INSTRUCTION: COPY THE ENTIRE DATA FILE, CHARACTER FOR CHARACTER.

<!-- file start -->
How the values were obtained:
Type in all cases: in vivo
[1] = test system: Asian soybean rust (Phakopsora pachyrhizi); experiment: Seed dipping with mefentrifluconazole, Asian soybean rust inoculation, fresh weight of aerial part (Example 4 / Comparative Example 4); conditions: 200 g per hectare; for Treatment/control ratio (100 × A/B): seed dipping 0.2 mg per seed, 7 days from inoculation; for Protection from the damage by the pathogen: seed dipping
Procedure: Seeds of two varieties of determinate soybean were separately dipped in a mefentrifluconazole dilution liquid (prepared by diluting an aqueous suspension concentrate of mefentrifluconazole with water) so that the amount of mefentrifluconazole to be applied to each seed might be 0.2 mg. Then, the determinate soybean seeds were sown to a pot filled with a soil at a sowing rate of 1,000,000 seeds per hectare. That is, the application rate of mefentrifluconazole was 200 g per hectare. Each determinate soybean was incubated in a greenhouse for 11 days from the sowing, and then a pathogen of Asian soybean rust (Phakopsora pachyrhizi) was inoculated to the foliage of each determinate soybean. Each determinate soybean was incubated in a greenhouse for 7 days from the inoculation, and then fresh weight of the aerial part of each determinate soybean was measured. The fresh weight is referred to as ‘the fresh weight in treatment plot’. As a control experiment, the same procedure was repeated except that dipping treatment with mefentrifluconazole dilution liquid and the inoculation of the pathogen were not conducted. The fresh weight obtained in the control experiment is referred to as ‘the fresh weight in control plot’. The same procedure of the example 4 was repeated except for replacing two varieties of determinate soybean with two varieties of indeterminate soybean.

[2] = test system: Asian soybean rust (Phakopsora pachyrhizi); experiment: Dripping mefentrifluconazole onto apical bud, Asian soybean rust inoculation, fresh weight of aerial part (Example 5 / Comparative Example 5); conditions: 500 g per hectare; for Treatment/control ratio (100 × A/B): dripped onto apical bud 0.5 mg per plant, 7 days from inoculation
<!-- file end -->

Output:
How the values were obtained:
Type in all cases: in vivo
[1] = test system: Asian soybean rust (Phakopsora pachyrhizi); experiment: Seed dipping with mefentrifluconazole, Asian soybean rust inoculation, fresh weight of aerial part (Example 4 / Comparative Example 4); conditions: 200 g per hectare; for Treatment/control ratio (100 × A/B): seed dipping 0.2 mg per seed, 7 days from inoculation; for Protection from the damage by the pathogen: seed dipping
Procedure: Seeds of two varieties of determinate soybean were separately dipped in a mefentrifluconazole dilution liquid (prepared by diluting an aqueous suspension concentrate of mefentrifluconazole with water) so that the amount of mefentrifluconazole to be applied to each seed might be 0.2 mg. Then, the determinate soybean seeds were sown to a pot filled with a soil at a sowing rate of 1,000,000 seeds per hectare. That is, the application rate of mefentrifluconazole was 200 g per hectare. Each determinate soybean was incubated in a greenhouse for 11 days from the sowing, and then a pathogen of Asian soybean rust (Phakopsora pachyrhizi) was inoculated to the foliage of each determinate soybean. Each determinate soybean was incubated in a greenhouse for 7 days from the inoculation, and then fresh weight of the aerial part of each determinate soybean was measured. The fresh weight is referred to as ‘the fresh weight in treatment plot’. As a control experiment, the same procedure was repeated except that dipping treatment with mefentrifluconazole dilution liquid and the inoculation of the pathogen were not conducted. The fresh weight obtained in the control experiment is referred to as ‘the fresh weight in control plot’. The same procedure of the example 4 was repeated except for replacing two varieties of determinate soybean with two varieties of indeterminate soybean.

[2] = test system: Asian soybean rust (Phakopsora pachyrhizi); experiment: Dripping mefentrifluconazole onto apical bud, Asian soybean rust inoculation, fresh weight of aerial part (Example 5 / Comparative Example 5); conditions: 500 g per hectare; for Treatment/control ratio (100 × A/B): dripped onto apical bud 0.5 mg per plant, 7 days from inoculation